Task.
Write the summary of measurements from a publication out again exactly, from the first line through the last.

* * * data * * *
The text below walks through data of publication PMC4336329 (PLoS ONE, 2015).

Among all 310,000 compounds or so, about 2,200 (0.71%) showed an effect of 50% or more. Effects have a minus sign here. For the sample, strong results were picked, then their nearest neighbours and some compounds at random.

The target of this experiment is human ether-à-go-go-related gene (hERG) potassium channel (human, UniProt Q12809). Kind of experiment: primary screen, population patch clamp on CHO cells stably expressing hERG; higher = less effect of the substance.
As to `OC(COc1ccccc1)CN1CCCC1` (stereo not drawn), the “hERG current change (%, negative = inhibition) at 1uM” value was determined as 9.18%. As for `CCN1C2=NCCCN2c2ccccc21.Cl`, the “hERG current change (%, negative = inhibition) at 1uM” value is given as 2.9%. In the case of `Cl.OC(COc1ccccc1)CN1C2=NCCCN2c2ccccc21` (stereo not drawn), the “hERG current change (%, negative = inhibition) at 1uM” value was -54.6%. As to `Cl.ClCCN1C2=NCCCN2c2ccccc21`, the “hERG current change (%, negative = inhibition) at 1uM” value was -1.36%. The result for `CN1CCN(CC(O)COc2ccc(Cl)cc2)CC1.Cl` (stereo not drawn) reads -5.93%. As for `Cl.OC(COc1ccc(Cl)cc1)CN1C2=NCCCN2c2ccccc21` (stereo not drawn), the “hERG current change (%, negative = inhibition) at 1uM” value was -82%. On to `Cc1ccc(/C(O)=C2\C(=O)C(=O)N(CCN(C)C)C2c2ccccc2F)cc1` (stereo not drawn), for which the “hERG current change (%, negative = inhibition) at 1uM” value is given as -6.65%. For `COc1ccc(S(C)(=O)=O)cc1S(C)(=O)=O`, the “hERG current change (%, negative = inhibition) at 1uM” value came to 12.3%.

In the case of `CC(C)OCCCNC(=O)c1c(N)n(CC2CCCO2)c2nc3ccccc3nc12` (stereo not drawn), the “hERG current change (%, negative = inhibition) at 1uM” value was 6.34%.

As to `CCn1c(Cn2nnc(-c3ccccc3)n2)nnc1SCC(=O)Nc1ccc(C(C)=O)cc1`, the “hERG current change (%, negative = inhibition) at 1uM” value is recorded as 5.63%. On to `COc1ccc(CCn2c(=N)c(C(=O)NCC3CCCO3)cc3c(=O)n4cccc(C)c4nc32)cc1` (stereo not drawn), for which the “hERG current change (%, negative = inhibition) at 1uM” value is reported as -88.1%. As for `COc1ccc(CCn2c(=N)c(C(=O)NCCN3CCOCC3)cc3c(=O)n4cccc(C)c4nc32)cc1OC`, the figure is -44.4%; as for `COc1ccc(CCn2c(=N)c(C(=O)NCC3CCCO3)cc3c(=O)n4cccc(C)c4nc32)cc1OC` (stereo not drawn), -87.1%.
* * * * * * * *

The text below walks through data of publication PMC4336329 (PLoS ONE, 2015).

Among all 310,000 compounds or so, about 2,200 (0.71%) showed an effect of 50% or more. Effects have a minus sign here. For the sample, strong results were picked, then their nearest neighbours and some compounds at random.

The target of this experiment is human ether-à-go-go-related gene (hERG) potassium channel (human, UniProt Q12809). Kind of experiment: primary screen, population patch clamp on CHO cells stably expressing hERG; higher = less effect of the substance.
As to `OC(COc1ccccc1)CN1CCCC1` (stereo not drawn), the “hERG current change (%, negative = inhibition) at 1uM” value was determined as 9.18%. As for `CCN1C2=NCCCN2c2ccccc21.Cl`, the “hERG current change (%, negative = inhibition) at 1uM” value is given as 2.9%. In the case of `Cl.OC(COc1ccccc1)CN1C2=NCCCN2c2ccccc21` (stereo not drawn), the “hERG current change (%, negative = inhibition) at 1uM” value was -54.6%. As to `Cl.ClCCN1C2=NCCCN2c2ccccc21`, the “hERG current change (%, negative = inhibition) at 1uM” value was -1.36%. The result for `CN1CCN(CC(O)COc2ccc(Cl)cc2)CC1.Cl` (stereo not drawn) reads -5.93%. As for `Cl.OC(COc1ccc(Cl)cc1)CN1C2=NCCCN2c2ccccc21` (stereo not drawn), the “hERG current change (%, negative = inhibition) at 1uM” value was -82%. On to `Cc1ccc(/C(O)=C2\C(=O)C(=O)N(CCN(C)C)C2c2ccccc2F)cc1` (stereo not drawn), for which the “hERG current change (%, negative = inhibition) at 1uM” value is given as -6.65%. For `COc1ccc(S(C)(=O)=O)cc1S(C)(=O)=O`, the “hERG current change (%, negative = inhibition) at 1uM” value came to 12.3%.

In the case of `CC(C)OCCCNC(=O)c1c(N)n(CC2CCCO2)c2nc3ccccc3nc12` (stereo not drawn), the “hERG current change (%, negative = inhibition) at 1uM” value was 6.34%.

As to `CCn1c(Cn2nnc(-c3ccccc3)n2)nnc1SCC(=O)Nc1ccc(C(C)=O)cc1`, the “hERG current change (%, negative = inhibition) at 1uM” value is recorded as 5.63%. On to `COc1ccc(CCn2c(=N)c(C(=O)NCC3CCCO3)cc3c(=O)n4cccc(C)c4nc32)cc1` (stereo not drawn), for which the “hERG current change (%, negative = inhibition) at 1uM” value is reported as -88.1%. As for `COc1ccc(CCn2c(=N)c(C(=O)NCCN3CCOCC3)cc3c(=O)n4cccc(C)c4nc32)cc1OC`, the figure is -44.4%; as for `COc1ccc(CCn2c(=N)c(C(=O)NCC3CCCO3)cc3c(=O)n4cccc(C)c4nc32)cc1OC` (stereo not drawn), -87.1%.